Conducting handbells

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We rang a peal of London Major on Monday, which was a satisfying achievement. It's not at all easy, and everyone did well. Conducting from a pair other than the tenors was a challenge for me, and afterwards I realised that it completed the Standard 8 as conductor...Read more

For the first time ever, we failed to complete a single quarter peal at a Scottish Handbell Day.  And yet, it was a very successful event.  How are both of those statements true? 

We have been spreading the conducting load around a little lately, in an effort to develop our...Read more

We are still working on Horton's Four, but I won't have anything new to say about ringing it until we eventually score. Meanwhile, here are some thoughts about how I learn and call a difficult composition of spliced. I hope that readers who are better conductors will comment from their...Read more

In my previous article I mentioned that we were hoping to go for a peal of spliced Cambridge, Yorkshire, Lincolnshire, Rutland and Bristol. Well, we did, and we rang it first time, which was satisfying. I was almost as pleased with it as I was with the...Read more

During our quarter of Aardvark, I had occasion to say "3 is coursing ahead of 4". I was finding it difficult to see whether or not 3-4 were the right way round, so I was trying to delegate to Tina the task of checking that she hadn't swapped...Read more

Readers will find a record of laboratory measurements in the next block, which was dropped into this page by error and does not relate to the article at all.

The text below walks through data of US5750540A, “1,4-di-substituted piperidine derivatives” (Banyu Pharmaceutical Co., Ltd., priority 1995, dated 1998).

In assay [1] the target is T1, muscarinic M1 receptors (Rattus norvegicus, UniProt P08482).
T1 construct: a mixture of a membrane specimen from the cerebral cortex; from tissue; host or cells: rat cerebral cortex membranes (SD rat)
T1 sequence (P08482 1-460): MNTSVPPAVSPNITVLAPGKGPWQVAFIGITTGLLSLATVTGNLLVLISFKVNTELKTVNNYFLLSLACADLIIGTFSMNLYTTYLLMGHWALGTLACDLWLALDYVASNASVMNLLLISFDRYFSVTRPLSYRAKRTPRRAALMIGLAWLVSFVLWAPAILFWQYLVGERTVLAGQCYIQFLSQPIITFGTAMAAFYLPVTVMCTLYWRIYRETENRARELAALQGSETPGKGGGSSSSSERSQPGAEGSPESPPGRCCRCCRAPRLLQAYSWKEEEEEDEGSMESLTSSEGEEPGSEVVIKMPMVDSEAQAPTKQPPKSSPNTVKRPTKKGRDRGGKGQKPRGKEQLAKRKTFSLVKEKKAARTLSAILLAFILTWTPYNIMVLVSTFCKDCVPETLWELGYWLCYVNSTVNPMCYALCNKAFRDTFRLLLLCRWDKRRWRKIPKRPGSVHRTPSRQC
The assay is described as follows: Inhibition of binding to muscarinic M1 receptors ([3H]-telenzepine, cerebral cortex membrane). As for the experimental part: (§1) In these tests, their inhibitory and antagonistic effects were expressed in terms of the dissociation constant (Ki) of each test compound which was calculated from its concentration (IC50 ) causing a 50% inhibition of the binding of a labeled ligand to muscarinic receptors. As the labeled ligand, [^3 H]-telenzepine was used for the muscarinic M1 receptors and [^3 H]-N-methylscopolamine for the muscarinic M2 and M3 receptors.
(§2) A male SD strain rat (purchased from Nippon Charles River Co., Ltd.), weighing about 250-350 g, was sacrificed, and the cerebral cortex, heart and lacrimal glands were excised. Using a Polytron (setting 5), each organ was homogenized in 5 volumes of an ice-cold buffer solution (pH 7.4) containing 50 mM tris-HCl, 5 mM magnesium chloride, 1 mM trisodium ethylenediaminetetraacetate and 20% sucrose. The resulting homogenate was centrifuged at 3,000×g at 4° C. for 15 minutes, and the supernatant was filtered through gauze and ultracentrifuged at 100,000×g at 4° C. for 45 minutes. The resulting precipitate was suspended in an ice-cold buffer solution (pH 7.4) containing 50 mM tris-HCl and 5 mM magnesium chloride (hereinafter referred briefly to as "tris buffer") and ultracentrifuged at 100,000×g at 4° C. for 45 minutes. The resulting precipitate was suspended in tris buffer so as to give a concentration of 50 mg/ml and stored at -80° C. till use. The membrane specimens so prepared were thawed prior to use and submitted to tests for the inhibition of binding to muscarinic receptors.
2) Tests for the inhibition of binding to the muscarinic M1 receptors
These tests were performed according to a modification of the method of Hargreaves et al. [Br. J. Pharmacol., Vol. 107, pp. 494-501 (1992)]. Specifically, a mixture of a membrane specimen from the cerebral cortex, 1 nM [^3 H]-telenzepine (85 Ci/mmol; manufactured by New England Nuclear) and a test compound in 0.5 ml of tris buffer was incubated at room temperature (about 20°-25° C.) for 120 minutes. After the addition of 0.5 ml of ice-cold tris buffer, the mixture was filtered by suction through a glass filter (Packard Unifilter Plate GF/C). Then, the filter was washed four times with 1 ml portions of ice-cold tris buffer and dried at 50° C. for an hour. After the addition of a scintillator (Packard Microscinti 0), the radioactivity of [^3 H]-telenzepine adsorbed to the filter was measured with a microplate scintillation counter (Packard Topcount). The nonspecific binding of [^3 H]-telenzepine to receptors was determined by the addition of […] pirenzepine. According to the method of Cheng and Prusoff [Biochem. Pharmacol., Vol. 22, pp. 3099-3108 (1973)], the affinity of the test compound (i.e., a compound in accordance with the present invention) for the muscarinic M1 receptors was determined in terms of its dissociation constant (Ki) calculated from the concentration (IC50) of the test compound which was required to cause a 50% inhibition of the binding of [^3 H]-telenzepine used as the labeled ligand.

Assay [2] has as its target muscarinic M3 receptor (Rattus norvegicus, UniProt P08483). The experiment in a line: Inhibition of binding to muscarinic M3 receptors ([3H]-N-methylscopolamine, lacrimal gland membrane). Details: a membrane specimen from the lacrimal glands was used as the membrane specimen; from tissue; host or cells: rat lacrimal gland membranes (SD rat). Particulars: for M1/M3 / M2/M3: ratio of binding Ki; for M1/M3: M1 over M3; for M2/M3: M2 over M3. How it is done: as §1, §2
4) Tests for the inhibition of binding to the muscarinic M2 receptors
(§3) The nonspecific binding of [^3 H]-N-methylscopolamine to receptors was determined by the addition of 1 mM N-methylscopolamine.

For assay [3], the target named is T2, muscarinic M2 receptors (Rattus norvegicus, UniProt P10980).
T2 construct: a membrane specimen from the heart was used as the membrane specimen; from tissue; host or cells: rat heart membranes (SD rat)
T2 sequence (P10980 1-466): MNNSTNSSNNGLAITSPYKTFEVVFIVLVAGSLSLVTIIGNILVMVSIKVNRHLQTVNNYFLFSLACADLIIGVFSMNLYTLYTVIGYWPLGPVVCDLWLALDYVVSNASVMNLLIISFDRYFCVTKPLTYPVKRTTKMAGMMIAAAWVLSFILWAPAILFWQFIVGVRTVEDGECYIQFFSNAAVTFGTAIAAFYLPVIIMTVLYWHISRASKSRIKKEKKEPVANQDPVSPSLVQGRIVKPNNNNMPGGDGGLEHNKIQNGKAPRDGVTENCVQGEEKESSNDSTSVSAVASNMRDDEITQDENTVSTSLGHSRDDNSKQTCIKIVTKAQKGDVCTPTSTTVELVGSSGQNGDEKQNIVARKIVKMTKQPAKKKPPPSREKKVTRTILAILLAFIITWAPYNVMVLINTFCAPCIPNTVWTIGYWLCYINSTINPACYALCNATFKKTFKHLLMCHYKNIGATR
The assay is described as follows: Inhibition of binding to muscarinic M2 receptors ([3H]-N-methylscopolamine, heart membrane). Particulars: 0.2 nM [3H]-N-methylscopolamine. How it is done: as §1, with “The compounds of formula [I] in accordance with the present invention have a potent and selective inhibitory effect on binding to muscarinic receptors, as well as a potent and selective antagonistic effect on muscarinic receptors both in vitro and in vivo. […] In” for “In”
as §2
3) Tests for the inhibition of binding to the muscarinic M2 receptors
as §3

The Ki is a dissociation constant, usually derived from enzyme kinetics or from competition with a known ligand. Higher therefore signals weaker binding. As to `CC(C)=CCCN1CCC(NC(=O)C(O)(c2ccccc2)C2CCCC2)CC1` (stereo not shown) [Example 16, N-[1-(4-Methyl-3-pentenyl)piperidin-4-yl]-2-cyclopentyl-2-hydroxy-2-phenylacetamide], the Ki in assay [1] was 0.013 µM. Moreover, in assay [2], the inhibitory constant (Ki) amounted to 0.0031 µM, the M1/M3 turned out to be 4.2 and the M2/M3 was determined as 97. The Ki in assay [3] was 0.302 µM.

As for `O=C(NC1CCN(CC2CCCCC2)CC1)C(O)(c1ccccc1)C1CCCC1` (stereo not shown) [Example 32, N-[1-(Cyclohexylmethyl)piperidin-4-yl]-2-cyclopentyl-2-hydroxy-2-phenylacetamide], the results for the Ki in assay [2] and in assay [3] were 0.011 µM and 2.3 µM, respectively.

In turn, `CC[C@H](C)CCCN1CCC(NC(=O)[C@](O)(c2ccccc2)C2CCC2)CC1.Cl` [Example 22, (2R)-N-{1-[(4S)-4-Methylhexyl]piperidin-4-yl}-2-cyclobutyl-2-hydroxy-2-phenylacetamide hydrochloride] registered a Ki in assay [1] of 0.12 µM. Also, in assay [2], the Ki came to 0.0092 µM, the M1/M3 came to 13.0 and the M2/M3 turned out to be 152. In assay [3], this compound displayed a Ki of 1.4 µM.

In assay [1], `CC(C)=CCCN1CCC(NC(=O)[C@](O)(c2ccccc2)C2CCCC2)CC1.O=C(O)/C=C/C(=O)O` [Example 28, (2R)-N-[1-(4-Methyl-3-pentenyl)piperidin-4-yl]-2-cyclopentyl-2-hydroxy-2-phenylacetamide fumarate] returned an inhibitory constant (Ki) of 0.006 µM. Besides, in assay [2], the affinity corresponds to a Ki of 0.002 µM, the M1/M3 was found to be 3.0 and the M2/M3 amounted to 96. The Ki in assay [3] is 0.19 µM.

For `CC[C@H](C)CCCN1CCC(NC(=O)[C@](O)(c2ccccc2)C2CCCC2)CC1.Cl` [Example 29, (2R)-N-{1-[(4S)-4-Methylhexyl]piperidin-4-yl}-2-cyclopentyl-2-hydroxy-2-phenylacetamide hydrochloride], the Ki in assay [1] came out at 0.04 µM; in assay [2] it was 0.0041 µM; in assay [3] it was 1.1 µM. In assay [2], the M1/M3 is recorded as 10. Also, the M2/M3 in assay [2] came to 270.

This post is the last in a series on conducting techniques for handbells. It covers the use of coursing order, but in a different way from the previous post. Last time I wrote about what I call "dynamic" use of the coursing order, which means using the coursing order to...Read more

This is the third post in a series on conducting techniques for handbells. In this post and the next one, I will describe ways of using the coursing order to check or correct the ringing.

Plain Bob Major: bells leading in coursing...Read more

This is the second post in a short series on conducting techniques that I find useful for handbell ringing.

What I mean by "local conducting" is seeing which piece of work a bell is doing, and using that information to remind its ringer of the next work, if he or she...Read more

This article is the first in a short series about the techniques that I try to use when conducting on handbells. Here I am distinguishing between calling, meaning putting in the bobs and changes of method, and conducting, meaning also checking the correctness of the ringing and trying to correct mistakes when...Read more

I've been practising with Mabel a fair bit recently, partly because we haven't been doing much real handbell ringing over the summer. Here are some thoughts on how I use it. It would be interesting to hear from other users.

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